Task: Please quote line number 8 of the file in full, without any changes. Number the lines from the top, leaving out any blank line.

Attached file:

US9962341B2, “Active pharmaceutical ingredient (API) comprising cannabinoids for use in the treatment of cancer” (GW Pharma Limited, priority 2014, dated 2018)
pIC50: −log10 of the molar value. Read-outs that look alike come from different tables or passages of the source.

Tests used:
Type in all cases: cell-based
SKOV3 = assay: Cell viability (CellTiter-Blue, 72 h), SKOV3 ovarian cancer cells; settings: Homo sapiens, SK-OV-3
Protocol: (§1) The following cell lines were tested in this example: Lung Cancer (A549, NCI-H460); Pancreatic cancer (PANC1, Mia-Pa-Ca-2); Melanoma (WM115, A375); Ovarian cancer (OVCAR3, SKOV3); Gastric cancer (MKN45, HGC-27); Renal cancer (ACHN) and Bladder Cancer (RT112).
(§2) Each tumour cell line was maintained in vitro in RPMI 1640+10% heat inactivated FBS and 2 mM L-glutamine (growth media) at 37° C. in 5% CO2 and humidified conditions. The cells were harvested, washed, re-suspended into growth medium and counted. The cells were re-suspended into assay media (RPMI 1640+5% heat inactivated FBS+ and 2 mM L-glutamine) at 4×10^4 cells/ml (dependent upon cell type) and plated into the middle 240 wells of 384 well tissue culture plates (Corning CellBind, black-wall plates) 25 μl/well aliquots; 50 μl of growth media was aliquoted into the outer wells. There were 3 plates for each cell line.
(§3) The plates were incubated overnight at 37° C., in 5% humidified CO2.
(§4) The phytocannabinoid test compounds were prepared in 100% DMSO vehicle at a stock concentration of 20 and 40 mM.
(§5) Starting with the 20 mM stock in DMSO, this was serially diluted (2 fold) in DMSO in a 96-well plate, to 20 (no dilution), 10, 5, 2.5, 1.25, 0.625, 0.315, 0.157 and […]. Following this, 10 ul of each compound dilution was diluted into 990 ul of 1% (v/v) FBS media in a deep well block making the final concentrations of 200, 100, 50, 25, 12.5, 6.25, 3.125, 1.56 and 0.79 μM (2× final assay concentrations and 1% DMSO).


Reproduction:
(§3) The plates were incubated overnight at 37° C., in 5% humidified CO2.